TLCA .. The Next 35 Years

Article written for the TLCA 35th Anniversary Souvenir
Sreenadh Jonnavithula, Ph.D.

The only way to discover the limits of the possible is to go beyond them into the impossible. (Arthur C. Clarke)

As we pause at this historical anniversary, with thirty five glorious years of TLCA behind us, we, the Telugu People of New York, New Jersey and Connecticut can take justifiable pride in how far we have come.

Started by a small and visionary group of enthusiasts in 1971, TLCA was lovingly nurtured through its childhood by the great efforts and contributions of the Presidents and committees past. Over the years, we were honored to have had several of most distinguished Telugu people, like Ghantasala, N.T.Rama Rao, Chandrababu Naidu and others visit our events. Thirty five years worth of functions brought the joy of Andhra festivals and culture to successive generations of Telugu people.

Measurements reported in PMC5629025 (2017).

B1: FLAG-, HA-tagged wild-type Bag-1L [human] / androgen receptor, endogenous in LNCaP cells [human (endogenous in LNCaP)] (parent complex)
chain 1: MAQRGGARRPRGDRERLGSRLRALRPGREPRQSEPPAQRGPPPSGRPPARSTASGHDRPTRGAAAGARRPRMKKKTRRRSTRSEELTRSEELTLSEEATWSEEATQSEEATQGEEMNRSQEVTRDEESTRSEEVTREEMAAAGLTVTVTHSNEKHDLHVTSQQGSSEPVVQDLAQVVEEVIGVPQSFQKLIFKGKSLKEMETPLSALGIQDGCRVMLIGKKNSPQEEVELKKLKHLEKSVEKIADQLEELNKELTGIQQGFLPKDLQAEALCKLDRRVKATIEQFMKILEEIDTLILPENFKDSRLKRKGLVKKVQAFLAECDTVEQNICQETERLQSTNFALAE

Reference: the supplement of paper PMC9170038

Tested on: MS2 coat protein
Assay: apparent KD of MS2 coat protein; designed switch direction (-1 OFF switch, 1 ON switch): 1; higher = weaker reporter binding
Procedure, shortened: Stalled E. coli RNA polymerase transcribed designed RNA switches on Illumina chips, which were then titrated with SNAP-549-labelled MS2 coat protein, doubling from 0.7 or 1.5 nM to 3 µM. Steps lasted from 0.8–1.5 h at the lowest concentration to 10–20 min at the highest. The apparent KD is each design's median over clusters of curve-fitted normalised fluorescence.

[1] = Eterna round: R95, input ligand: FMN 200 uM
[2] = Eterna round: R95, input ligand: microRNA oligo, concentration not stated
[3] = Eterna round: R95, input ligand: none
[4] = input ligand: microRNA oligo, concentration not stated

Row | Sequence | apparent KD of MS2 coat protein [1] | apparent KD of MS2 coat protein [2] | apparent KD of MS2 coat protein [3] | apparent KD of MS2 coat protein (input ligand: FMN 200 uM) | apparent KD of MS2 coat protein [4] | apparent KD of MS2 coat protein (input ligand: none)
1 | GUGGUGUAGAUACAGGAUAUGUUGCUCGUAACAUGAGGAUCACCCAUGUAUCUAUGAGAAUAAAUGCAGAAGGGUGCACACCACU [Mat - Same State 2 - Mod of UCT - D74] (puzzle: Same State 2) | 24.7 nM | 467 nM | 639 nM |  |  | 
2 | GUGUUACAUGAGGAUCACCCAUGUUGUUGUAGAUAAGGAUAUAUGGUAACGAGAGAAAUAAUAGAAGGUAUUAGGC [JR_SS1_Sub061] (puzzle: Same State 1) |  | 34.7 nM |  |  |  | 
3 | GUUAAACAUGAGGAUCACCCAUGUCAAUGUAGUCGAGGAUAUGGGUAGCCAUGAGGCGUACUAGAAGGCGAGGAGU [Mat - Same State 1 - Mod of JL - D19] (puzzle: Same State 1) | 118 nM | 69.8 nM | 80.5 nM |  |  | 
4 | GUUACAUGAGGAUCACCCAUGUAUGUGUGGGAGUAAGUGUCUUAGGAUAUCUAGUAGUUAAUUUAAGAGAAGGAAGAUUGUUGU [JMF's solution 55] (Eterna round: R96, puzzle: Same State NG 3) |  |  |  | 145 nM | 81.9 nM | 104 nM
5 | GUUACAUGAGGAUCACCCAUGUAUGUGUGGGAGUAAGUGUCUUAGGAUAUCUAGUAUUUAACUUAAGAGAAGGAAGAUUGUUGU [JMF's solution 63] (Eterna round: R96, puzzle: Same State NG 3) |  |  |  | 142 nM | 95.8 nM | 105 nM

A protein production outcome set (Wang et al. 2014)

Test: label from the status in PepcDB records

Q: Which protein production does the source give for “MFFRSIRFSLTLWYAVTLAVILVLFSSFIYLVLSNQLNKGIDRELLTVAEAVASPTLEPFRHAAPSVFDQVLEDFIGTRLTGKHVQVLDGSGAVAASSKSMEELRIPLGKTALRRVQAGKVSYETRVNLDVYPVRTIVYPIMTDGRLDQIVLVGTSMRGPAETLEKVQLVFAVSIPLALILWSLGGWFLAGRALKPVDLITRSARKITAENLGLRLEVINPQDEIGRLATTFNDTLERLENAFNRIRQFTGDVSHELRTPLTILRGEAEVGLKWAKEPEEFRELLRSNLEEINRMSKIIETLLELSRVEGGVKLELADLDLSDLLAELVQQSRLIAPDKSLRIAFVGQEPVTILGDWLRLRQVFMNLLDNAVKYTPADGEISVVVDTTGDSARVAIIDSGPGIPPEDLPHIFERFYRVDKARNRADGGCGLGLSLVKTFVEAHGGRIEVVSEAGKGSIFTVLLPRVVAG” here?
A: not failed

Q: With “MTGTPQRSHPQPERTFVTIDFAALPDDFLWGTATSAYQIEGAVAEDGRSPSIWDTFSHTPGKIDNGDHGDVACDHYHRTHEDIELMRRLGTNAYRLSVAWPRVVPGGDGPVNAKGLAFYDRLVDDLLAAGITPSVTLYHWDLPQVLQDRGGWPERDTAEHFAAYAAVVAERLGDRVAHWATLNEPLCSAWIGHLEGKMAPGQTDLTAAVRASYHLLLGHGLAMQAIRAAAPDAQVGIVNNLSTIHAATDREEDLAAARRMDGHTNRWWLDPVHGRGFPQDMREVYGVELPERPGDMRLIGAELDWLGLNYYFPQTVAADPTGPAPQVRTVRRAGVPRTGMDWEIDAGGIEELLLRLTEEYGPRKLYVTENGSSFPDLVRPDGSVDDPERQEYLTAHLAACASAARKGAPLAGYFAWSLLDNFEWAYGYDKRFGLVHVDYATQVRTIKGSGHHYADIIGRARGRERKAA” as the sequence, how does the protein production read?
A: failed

By any measure, the past few years of TLCA have been wildly successful. Attendance at functions is remarkable, and growing every day. Participation in the programs is at record levels. Success breeds success, and it is so encouraging to see that everyone in the surrounding area is eager to sing or dance or otherwise perform at our functions. Many first timers - both children and adults - are taking part in the cultural events. We have been able to host a constant stream of legendary figures from the cultural and movie fields. The website is a runaway hit. It has allowed TLCA to keep in ever closer touch with its members and other stakeholders. It allowed us to publish multimedia reports on events soon after they end, so that grandparents and others in far off places can see their loved ones perform. Even better, the TLCA website has unleashed the creative potential of many first time writers and poets in our midst.